My Pentax spot meters are on lanyards that tie to a tab on my vest (about shirt pocket height) or something similar, like a button, or even around my neck. The meter lives in a pocket, but the lanyard is short enough that the meter won't hit the ground if dropped (unless I'm kneeling...). The lanyard has saved my meter more than once...

    Best,

    Doremus

  7. #17

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    Re: Reveni spot meter

    I use a long lanyard somewhat like Doremus's -- same length principle -- but it goes over my head to the opposite shoulder. The meter attaches to a belt clip.
    Philip Ulanowsky

    Sine scientia ars nihil est. (Without science/knowledge, art is nothing.)
    https://www.flickr.com/photos/156933346@N07/

  8. #18
    おせわに なります! Andrew O'Neill's Avatar
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    Re: Reveni spot meter

    I don't want to use something that uses someone's system of exposure. And if I did use that guy's system, I'd always be paranoid of losing it. It's pretty tiny.

  9. #19

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    Re: Reveni spot meter

    Quote Originally Posted by Andrew O'Neill View Post
    I don't want to use something that uses someone's system of exposure. And if I did use that guy's system, I'd always be paranoid of losing it. It's pretty tiny.
    You don't have to use Nick's P.M.M. metering system. It also does averaging readings or you could use it as a plain 'ole spot meter. I read in the Kickstarter comments that Matt is looking into implementing some sort of "zone system approach" too. Folks have offered many suggestions in the comments; I just hope it doesn't become overly complicated.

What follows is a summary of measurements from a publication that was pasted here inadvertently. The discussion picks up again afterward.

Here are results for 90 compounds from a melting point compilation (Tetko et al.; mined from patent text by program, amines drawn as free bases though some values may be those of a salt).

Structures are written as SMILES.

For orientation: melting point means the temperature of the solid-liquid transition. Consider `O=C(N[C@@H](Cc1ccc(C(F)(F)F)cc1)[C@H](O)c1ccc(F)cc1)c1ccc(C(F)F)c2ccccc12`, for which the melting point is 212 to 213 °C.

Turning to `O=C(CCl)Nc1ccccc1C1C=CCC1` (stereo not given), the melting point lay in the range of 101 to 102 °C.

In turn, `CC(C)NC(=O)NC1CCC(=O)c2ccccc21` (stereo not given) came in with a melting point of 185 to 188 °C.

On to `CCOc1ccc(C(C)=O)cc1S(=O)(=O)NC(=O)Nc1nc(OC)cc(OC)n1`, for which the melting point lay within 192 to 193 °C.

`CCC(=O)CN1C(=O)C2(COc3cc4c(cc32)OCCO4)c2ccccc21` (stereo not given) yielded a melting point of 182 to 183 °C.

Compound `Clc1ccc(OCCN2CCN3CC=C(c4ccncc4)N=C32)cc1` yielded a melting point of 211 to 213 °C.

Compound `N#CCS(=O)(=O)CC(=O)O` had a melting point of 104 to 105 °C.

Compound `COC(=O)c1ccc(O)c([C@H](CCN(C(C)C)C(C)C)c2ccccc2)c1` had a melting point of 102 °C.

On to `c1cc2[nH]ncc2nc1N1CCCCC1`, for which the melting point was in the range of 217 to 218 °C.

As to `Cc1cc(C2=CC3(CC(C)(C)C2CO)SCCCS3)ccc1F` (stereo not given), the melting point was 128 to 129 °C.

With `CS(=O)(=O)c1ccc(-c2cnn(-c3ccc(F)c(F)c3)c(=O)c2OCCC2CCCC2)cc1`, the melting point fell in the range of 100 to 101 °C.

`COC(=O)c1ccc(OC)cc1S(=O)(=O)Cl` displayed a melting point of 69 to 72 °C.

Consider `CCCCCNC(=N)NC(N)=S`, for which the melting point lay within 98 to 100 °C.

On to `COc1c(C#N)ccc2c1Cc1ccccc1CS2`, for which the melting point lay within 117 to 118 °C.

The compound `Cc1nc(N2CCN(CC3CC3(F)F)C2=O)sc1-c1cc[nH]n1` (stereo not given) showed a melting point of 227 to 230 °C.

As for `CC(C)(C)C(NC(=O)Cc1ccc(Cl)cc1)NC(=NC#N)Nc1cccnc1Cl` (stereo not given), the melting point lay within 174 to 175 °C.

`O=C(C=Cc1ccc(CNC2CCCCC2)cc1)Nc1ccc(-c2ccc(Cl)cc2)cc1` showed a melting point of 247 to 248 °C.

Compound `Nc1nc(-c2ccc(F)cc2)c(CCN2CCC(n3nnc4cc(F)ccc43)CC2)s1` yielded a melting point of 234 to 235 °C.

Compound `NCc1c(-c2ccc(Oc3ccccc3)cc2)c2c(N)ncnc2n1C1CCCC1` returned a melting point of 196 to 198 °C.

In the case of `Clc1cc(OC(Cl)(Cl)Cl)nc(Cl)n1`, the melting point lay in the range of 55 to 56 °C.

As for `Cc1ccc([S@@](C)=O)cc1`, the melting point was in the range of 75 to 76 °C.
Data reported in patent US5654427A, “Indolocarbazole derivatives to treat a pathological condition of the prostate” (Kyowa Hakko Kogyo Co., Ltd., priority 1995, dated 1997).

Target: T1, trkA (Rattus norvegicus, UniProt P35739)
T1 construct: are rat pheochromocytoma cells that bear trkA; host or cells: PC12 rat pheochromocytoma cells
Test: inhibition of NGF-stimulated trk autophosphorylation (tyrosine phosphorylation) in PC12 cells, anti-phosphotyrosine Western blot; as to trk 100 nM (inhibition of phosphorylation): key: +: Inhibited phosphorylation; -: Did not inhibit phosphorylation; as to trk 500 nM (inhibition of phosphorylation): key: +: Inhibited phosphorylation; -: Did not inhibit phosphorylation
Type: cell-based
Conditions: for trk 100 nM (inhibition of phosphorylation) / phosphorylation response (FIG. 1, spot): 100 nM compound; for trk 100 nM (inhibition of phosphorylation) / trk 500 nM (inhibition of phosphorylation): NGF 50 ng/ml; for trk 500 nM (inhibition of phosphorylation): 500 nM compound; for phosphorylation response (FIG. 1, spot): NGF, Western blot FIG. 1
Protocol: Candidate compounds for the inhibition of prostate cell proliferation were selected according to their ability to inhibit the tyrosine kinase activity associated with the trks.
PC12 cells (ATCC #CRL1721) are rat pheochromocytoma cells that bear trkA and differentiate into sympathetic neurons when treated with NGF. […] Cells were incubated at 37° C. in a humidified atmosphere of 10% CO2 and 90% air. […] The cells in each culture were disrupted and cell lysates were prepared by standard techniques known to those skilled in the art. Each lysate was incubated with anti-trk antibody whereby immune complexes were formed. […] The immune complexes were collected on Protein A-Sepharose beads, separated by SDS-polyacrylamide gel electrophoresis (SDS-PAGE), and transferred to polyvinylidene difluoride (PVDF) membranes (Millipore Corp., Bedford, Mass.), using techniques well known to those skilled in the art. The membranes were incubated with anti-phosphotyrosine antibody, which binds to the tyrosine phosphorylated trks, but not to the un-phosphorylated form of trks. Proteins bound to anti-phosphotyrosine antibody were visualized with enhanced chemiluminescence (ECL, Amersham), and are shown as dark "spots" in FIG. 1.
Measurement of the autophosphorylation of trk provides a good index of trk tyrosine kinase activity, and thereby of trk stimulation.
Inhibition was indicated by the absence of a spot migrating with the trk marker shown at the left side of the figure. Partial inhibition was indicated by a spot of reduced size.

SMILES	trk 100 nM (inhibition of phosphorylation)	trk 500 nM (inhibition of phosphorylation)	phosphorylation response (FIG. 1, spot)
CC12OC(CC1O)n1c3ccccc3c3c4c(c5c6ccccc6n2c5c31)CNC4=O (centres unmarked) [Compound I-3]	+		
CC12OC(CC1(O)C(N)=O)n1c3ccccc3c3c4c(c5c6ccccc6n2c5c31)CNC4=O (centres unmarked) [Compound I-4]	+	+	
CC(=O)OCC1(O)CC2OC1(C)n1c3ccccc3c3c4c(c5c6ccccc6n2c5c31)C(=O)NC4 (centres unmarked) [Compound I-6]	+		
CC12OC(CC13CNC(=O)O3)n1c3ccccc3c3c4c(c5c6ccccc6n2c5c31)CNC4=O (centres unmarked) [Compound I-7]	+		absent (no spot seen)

10. #20

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    Re: Reveni spot meter

    Quote Originally Posted by Alan9940 View Post
    You don't have to use Nick's P.M.M. metering system. It also does averaging readings or you could use it as a plain 'ole spot meter. I read in the Kickstarter comments that Matt is looking into implementing some sort of "zone system approach" too. Folks have offered many suggestions in the comments; I just hope it doesn't become overly complicated.
    I think the P.M.M of Nick Carver is made up of a lot of hot air, so he can promote it as a video. When I look at the P.M.M. mode of the Reveni, it seems that the shadows are measured first, then the highlights. Then an average value is formed. Apparently you can define the target zone for shadows and highlights beforehand, e.g. -2 EV for zone III and +2 EV for zone VII. The computer then asks for the shadows and positions the measured value in zone III if -2 EV was defined beforehand. Then it asks for the highlights, and so on.

    - Even though I signed up for the project, there is one serious point of concern: the ISO range: "1, 3, 6, 12, 25, 50, 80, 100, 125, 160, 200, 250, 320, 400, 800, 1600, 3200, 6400, 12800" Because the FP4+ developed 7'00'' in HC110H 1+63 at 20°C reaches density 0.12 in Zone I with an exposure of ISO 32. ISO 32 is not in the ISO range. In the lower ISO range only half steps are listed. Why? Isn't the goal of a spot meter to be accurate in thirds? I would URGENTLY ask the inventor to divide the ISO range into thirds.